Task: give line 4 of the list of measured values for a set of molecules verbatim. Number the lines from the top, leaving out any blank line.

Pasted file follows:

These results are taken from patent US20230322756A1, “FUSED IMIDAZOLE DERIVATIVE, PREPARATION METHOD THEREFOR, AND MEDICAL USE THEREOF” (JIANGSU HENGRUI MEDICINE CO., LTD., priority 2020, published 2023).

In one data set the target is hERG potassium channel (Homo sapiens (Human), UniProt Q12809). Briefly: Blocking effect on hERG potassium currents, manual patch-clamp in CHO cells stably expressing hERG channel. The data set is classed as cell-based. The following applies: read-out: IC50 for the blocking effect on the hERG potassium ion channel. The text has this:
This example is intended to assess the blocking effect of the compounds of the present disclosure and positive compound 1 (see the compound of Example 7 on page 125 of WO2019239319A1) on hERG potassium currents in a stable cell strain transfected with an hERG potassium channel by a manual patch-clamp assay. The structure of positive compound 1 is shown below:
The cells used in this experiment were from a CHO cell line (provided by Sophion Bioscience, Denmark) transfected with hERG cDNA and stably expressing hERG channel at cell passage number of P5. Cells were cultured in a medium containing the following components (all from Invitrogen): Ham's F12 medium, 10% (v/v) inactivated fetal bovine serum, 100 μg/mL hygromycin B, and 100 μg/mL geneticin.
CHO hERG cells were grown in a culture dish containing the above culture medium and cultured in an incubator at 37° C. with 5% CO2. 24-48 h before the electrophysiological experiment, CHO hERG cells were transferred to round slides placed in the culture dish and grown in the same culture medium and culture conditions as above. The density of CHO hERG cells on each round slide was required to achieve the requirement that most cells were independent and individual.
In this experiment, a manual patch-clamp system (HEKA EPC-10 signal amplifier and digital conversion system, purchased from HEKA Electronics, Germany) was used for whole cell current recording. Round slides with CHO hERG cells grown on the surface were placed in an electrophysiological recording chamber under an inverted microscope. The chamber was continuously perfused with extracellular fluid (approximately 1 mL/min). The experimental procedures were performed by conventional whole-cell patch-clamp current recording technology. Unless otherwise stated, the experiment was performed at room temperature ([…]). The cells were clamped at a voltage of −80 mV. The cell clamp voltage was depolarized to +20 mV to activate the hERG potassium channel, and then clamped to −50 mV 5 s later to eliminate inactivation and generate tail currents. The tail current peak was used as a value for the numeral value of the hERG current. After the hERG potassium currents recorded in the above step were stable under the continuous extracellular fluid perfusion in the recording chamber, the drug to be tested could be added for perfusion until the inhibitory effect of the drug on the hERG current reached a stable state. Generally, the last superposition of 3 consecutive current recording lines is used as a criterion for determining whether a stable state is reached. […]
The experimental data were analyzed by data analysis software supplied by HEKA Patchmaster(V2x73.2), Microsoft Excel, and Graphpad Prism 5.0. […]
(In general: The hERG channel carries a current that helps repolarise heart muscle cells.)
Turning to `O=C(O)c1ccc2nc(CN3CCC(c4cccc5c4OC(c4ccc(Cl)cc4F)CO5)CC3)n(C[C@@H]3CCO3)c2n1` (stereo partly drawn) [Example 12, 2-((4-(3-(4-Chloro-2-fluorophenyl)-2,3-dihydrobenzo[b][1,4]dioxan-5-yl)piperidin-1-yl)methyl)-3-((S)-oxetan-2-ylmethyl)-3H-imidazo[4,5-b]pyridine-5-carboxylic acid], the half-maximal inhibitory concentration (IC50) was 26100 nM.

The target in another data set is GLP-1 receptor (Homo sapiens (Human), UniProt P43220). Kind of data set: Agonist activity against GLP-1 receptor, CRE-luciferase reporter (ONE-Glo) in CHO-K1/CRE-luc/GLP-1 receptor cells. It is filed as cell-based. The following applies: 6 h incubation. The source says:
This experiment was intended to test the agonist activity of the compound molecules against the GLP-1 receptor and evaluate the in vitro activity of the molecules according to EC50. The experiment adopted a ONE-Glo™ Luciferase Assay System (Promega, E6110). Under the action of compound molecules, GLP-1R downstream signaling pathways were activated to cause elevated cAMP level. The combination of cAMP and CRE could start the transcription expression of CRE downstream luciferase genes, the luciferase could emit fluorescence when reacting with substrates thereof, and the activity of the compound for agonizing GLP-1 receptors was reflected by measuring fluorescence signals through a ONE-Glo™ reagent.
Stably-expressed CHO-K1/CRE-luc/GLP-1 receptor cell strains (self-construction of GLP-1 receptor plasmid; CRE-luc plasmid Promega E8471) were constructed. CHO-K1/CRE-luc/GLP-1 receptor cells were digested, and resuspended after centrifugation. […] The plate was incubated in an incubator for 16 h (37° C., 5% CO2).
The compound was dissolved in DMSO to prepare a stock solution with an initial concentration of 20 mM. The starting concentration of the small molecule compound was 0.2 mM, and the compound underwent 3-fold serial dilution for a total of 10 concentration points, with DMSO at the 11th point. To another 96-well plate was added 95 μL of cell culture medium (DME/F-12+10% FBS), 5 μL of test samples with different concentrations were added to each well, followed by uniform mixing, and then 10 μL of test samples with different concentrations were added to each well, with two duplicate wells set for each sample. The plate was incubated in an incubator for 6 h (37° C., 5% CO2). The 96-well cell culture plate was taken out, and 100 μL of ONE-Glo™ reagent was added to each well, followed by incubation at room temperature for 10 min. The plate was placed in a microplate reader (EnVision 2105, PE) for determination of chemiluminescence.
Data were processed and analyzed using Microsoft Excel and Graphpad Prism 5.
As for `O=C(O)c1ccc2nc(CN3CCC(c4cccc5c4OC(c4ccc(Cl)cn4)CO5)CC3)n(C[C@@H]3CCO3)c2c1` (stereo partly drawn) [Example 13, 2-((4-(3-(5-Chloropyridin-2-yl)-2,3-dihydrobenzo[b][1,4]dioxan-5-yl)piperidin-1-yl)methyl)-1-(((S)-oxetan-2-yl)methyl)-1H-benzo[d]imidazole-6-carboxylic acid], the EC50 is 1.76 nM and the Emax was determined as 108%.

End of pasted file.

The cells used in this experiment were from a CHO cell line (provided by Sophion Bioscience, Denmark) transfected with hERG cDNA and stably expressing hERG channel at cell passage number of P5. Cells were cultured in a medium containing the following components (all from Invitrogen): Ham's F12 medium, 10% (v/v) inactivated fetal bovine serum, 100 μg/mL hygromycin B, and 100 μg/mL geneticin.